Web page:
Tuesday, January 20, 2009

Electricity in the Air

I'm in Vancouver, BC. I look out my window to the Southeast and I can see where Mt. Baker should be in Washington State. All day, I sang to myself, bursting into gleeful cheer. Two events of significance fill me with happiness: my native Pittsburgh's own football team, The Steelers, has made it to the Superbowl. Next, I am getting a new President in 2 hours and 12 minutes. It happens around noon, East coast time, and so I cannot sleep.

Partisan values cut all the way down in me. I cannot endorse a Republican platform. Never could and never will. It's just not in me to think that anything Republicans think is rational, let alone the morally right direction for my native country to take. I'm literally ecstatic with hope, and cautious optimism about America and its relation to the world at large.

It is a time to serve, a time to lead and a time to dream.

I feel the impulse of doing philosophy giving way to a more virtuous life, an active life opposed to the thinking one. A life devoted to bettering the others directly while making a living doing it. Sometimes, I wish this, and philosophy gives me solace in the quiet act of reflective withdrawal. Yet, there's just something about taking up an issue, and devoting one's life to staking out and protecting what one cares about. Philosophy is not an active life devoted to this pursuit, but in some ways it allows for one to achieve an integrity as one pursues the infinite task of truth. Unlike public service, philosophy is massively incomplete since its problems are always present, and never conclusively resolved. With public service, one can achieve one's goal, sometimes.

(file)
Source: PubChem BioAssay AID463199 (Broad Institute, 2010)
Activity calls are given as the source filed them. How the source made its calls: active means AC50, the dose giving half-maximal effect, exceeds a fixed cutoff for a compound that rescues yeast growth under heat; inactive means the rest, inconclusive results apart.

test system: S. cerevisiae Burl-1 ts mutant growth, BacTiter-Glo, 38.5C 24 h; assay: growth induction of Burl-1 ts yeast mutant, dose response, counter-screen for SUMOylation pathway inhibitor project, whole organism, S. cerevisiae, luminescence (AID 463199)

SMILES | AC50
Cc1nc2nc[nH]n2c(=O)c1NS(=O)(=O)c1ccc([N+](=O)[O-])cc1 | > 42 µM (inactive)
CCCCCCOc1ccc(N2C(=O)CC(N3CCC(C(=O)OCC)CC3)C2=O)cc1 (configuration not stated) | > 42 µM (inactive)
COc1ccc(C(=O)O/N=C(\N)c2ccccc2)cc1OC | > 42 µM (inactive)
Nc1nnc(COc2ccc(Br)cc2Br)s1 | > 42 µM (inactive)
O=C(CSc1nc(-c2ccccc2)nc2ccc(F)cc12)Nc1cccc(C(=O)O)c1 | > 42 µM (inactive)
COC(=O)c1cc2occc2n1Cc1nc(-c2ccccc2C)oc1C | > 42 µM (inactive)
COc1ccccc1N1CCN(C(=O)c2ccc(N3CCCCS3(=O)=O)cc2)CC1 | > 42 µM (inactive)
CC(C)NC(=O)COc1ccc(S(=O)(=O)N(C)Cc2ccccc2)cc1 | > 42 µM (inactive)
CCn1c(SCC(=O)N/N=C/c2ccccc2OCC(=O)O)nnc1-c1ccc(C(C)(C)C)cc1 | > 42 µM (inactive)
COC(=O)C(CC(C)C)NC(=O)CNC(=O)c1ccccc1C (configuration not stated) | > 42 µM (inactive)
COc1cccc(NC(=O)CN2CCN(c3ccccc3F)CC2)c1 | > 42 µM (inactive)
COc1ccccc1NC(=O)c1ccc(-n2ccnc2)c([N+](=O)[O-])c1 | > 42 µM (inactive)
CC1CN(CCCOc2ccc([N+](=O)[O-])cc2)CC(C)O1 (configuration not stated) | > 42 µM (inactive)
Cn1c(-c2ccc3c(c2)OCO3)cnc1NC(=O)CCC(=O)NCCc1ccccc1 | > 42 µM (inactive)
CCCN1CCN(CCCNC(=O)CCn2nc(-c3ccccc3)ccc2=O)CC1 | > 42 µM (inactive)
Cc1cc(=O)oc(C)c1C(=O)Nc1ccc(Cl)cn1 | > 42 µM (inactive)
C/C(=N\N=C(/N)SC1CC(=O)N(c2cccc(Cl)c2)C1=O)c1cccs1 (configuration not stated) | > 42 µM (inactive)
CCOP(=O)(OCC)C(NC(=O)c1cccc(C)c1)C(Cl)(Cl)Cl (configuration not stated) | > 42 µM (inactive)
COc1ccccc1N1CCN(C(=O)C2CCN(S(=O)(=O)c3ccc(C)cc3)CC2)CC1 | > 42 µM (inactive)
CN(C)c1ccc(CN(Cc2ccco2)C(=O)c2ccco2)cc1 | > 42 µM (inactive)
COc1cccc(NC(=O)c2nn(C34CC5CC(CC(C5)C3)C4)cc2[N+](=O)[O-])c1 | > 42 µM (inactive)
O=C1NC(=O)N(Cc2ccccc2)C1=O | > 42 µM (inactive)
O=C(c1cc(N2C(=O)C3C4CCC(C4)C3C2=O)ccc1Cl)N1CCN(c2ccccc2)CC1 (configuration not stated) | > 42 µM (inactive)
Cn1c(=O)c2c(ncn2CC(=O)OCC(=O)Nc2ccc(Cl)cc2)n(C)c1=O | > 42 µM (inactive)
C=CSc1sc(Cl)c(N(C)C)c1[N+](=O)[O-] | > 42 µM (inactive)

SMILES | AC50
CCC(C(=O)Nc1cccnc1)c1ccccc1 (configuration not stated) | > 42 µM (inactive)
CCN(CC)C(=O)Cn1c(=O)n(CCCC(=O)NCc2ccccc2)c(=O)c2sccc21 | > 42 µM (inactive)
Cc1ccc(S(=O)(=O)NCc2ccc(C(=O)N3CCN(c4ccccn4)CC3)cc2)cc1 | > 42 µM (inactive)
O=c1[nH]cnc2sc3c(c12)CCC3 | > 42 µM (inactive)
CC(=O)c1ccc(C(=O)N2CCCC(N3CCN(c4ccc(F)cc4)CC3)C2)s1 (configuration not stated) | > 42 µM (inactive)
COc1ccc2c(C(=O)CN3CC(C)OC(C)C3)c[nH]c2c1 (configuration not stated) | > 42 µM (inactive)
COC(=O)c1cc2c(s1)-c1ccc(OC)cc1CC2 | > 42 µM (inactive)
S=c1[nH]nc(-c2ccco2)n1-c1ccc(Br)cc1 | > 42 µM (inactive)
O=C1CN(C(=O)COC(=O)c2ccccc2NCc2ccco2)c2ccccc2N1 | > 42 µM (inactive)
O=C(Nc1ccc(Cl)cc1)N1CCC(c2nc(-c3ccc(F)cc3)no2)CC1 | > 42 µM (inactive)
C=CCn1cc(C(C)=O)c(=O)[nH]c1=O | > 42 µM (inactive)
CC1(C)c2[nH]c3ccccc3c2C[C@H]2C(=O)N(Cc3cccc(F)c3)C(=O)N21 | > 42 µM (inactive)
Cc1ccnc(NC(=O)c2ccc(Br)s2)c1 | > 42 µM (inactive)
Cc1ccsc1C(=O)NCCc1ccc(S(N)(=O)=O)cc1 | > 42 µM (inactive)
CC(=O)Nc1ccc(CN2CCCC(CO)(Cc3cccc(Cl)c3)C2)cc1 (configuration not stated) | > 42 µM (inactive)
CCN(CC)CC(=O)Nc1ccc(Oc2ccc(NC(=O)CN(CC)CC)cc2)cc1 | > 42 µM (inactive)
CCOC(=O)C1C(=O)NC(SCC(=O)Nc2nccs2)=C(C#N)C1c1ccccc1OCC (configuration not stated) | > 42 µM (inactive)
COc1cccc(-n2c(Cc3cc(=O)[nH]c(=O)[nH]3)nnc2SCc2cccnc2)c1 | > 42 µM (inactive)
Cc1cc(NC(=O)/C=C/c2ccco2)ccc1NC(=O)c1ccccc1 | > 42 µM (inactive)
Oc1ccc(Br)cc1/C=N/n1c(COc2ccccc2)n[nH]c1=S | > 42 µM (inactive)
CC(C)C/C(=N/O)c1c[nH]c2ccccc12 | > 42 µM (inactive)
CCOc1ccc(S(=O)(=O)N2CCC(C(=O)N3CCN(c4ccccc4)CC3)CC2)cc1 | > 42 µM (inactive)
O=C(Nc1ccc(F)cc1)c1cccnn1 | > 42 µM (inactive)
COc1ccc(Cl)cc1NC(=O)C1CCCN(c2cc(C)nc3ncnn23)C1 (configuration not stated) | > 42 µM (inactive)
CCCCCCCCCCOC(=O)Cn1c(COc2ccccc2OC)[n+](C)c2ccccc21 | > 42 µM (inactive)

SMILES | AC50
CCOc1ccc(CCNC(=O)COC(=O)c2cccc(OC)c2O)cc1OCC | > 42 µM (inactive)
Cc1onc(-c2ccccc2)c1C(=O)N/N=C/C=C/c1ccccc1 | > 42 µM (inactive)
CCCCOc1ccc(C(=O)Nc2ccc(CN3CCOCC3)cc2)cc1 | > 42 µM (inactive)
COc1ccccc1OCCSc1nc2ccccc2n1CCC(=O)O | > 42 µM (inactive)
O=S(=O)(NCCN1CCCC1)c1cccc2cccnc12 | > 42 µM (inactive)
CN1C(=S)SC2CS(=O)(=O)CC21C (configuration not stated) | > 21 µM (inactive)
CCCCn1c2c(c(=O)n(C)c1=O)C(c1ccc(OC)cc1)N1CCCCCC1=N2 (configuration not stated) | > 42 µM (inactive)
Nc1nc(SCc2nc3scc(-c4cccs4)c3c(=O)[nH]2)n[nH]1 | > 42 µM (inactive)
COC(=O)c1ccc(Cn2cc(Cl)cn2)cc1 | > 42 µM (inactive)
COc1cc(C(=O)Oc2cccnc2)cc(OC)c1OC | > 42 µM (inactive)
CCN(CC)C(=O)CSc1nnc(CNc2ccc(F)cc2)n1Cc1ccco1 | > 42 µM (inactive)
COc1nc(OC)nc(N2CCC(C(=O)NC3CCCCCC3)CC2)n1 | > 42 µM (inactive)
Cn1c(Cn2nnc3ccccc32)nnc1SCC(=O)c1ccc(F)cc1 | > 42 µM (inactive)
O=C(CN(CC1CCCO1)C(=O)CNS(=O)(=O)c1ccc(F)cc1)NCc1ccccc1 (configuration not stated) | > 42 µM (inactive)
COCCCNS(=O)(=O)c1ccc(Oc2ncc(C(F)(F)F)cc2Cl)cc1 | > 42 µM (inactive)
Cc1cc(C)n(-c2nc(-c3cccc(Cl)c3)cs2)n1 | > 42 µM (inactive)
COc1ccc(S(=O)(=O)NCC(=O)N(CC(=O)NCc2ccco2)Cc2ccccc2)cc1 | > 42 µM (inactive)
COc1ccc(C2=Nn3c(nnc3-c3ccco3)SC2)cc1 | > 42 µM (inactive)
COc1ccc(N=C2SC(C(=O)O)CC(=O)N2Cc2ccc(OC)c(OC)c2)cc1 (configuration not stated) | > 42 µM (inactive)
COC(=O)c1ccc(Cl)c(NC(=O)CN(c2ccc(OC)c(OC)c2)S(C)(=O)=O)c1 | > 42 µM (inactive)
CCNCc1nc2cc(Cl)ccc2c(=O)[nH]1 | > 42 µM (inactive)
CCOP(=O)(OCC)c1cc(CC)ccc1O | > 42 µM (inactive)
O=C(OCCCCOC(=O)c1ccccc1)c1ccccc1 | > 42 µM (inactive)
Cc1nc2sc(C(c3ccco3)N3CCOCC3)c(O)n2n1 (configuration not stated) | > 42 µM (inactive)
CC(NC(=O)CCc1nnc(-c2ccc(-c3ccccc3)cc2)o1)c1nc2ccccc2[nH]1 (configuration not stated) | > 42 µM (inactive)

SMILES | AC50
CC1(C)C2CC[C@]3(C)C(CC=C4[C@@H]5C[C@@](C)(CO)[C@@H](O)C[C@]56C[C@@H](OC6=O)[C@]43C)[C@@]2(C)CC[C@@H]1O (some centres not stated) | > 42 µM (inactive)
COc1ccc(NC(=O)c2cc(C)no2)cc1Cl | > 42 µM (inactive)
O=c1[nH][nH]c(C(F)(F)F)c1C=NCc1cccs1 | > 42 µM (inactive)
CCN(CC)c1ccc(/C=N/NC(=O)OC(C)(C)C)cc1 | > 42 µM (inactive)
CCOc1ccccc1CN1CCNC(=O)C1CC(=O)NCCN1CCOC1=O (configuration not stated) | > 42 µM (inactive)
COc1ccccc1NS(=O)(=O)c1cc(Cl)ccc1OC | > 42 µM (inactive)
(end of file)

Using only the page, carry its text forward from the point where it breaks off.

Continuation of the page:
Obama offered a vision of Americans working together. He offered a more optimistic, yet realistic outlook on the failures of the Bush Presidency and the Neoconservative project. Deregulated free markets do not make a good economy. Science isn't an affront to the hope and faith of a nation--it is rather what we should have faith in to know the world reliably. Moreover, guns don't make people safer, the lack of guns makes people safer. Deceptive reasons for going to war are never good, despite the rhetoric of the Right. And empowered women with equal pay and control over their bodies is better than slavery, kitchen and aprons.

There's more. There's more in my heart than I could ever spill here.

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